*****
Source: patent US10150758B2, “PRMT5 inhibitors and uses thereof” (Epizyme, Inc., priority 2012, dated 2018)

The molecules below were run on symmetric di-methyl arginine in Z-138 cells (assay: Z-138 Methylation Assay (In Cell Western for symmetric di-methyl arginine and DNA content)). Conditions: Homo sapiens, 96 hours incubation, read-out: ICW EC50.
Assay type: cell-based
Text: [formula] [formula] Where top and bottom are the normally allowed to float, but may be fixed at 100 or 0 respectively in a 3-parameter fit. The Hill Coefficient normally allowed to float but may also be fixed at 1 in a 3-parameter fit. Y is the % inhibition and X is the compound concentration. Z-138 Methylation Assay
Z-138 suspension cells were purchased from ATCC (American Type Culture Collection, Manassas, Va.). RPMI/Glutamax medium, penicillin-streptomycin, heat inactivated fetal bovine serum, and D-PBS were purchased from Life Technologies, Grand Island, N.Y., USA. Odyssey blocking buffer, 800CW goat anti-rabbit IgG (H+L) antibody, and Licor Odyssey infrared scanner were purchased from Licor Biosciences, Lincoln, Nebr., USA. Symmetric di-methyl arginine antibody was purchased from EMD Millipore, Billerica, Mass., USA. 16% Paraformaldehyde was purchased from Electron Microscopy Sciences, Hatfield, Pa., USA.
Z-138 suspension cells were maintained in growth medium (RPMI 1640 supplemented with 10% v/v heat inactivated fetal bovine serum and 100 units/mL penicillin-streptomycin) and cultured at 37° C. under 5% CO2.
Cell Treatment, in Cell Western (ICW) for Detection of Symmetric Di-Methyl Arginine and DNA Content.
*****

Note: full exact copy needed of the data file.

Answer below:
Source: patent US10150758B2, “PRMT5 inhibitors and uses thereof” (Epizyme, Inc., priority 2012, dated 2018)

The molecules below were run on symmetric di-methyl arginine in Z-138 cells (assay: Z-138 Methylation Assay (In Cell Western for symmetric di-methyl arginine and DNA content)). Conditions: Homo sapiens, 96 hours incubation, read-out: ICW EC50.
Assay type: cell-based
Text: [formula] [formula] Where top and bottom are the normally allowed to float, but may be fixed at 100 or 0 respectively in a 3-parameter fit. The Hill Coefficient normally allowed to float but may also be fixed at 1 in a 3-parameter fit. Y is the % inhibition and X is the compound concentration. Z-138 Methylation Assay
Z-138 suspension cells were purchased from ATCC (American Type Culture Collection, Manassas, Va.). RPMI/Glutamax medium, penicillin-streptomycin, heat inactivated fetal bovine serum, and D-PBS were purchased from Life Technologies, Grand Island, N.Y., USA. Odyssey blocking buffer, 800CW goat anti-rabbit IgG (H+L) antibody, and Licor Odyssey infrared scanner were purchased from Licor Biosciences, Lincoln, Nebr., USA. Symmetric di-methyl arginine antibody was purchased from EMD Millipore, Billerica, Mass., USA. 16% Paraformaldehyde was purchased from Electron Microscopy Sciences, Hatfield, Pa., USA.
Z-138 suspension cells were maintained in growth medium (RPMI 1640 supplemented with 10% v/v heat inactivated fetal bovine serum and 100 units/mL penicillin-streptomycin) and cultured at 37° C. under 5% CO2.
Cell Treatment, in Cell Western (ICW) for Detection of Symmetric Di-Methyl Arginine and DNA Content.